The People's Guide To Mexico

The Best Of Mexico

The Ruta Maya

by Carl Franz

 What Is It?

I was chatting with a friend about Mexico the other day when I happened to mention that we were planning to include something in the Travel Letter about our recent trips along La Ruta Maya.

“The Ruta Maya?” he asked. “What’s that?”

I have to admit that I was taken aback. My friend not only knows Mexico very well, he even owns a couple of small hotels there. How could he possibly not have heard all the commotion about the Ruta Maya? The ‘Mayan Route’ has not only been publicized by National Geographic and other magazines for the several years, but it is a hot item in Sunday newspaper travel sections. Several Ruta Maya guidebooks have recently appeared and tourist agencies are cranking out a minor avalanche of slick brochures and Ruta Maya promotional material.

On the other hand, my friend’s focus has always been on northern Mexico. The so-called ‘Mayan Route’ takes in the southernmost portion of Mexico and a sizable chunk of Central America.

After giving him a quick, 25-words-or-less Ruta Maya lecture, I realized that I’d fallen into an all-too-common trap: assuming that what is common knowledge south of the border is also known to the north, in gringolandia.

In writing the original People’s Guide To Mexico, our main editorial guideline had been: “Never underestimate the American public’s ignorance of Mexico!”, a somewhat mellower version of P.T. Barnum’s cynical maxim, “Nobody ever lost money by underestimating the intelligence of the American people.”

First and most important, The Ruta Maya or Mayan Route is not a single route or itinerary. Like the so-called ‘Gringo Trail’ you won’t find the Ruta Maya on your Mexican road map or in the index of a geography book. That’s because the Ruta Maya isn’t really a place — it is a concept.

As first proposed by William Garrett, former editor of National Geographic Magazine, the Ruta Maya was to be an entirely new approach to international cooperation: a carefully groomed tourist route connecting important Mayan archaeological sites and nature preserves scattered throughout southern Mexico and three Central American countries. In a closer view, the Mayan route would encompass the Mexican states of Chiapas, Yucatan, Campeche and Quintana Roo, all of Belize and Guatemala and a portion of Honduras.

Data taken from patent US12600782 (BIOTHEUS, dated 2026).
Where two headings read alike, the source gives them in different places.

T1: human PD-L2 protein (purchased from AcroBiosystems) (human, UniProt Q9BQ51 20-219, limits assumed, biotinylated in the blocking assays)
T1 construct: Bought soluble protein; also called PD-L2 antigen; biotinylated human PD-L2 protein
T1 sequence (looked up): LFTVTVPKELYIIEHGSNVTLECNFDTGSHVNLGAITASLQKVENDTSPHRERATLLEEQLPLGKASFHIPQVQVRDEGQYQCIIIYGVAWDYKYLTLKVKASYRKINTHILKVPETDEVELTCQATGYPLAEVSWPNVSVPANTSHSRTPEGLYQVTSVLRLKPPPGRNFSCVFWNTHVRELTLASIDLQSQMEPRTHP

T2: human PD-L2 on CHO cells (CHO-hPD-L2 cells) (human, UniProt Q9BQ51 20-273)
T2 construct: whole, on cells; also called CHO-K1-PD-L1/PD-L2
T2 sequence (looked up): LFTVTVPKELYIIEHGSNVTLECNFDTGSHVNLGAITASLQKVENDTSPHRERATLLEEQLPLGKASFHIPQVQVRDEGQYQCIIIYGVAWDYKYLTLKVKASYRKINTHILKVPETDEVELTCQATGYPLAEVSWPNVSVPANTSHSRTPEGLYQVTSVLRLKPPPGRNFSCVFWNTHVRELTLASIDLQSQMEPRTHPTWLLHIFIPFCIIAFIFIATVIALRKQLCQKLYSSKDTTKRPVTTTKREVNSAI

This huge territory is undoubtedly one of the hemisphere’s most exciting and picturesque regions. The boundaries of the proposed Ruta Maya embrace several million contemporary Mayans, thousands of greater and lesser archaeological sites and untold acres of relatively pristine jungles, forests, wetlands and wildlife habitat. As an additional attraction, the Ruta Maya includes several international airports and is surprisingly easy and inexpensive to reach.

The ‘human element’ was an important part of the original Ruta Maya concept. A portion of tourism profits would be used to purchase wildlife habitat and sensitive natural areas, but money would also be channeled into projects to protect and nurture Mayan culture.

In keeping with the plan’s pragmatic, free-enterprise approach, local people could expect immediate benefits in terms of jobs. Steady employment would be created in construction, ecosystem protection and traditional tourism-related businesses such as hotels, restaurants, shops, arts and crafts, entertainment, transportation, etc. The Mayan campesinos who are forced by hardship to slash-and-burn the rain forest to plant corn would become nature guides, cab drivers, waitresses and forest guardians. In the long term, there would inevitably be dramatic improvements in health care, schools and other much-needed services.

The overall details of Garrett’s plan, as well as the first Ruta Maya map, can be found in the Oct 1989 issue of National Geographic.

Today, some of the excitement about the original Ruta Maya proposal has been dampened by a large dose of local reality. As just one example, until the notoriously lousy dust-mud-and-gravel ‘highway’ from the Flores area to the Belizean border is graded (or even paved!), National Geographic’s idea of a system of elevated cable cars swinging through the jungle at Tikal will continue to read more like Alice-In-Mayaland than a realistic development plan.

For better or worse, most of the Ruta Maya is still at the daydreaming stage. From a eco-traveller’s standpoint, red tape at borders hasn’t been noticeably eased, logging and ranching continue to chew up great tracts of the “Mayan Biosphere Reserve” and political maneuvers make chaos of careful long-range planning.

The good news is that even without so-called ‘improvements’, the land of the Maya remains one of the most interesting, exciting and challenging regions of the world for the curious traveller. When visited in ‘People’s Guide’ style, I think you’ll find the Ruta Maya to be everything you hoped and expected it to be — and probably a lot more.

from The People's Guide to Mexico Travel Letter #3

La Ruta Maya
Getting There
Suggested Itinerar

©1972-2002 by Carl Franz & Lorena Havens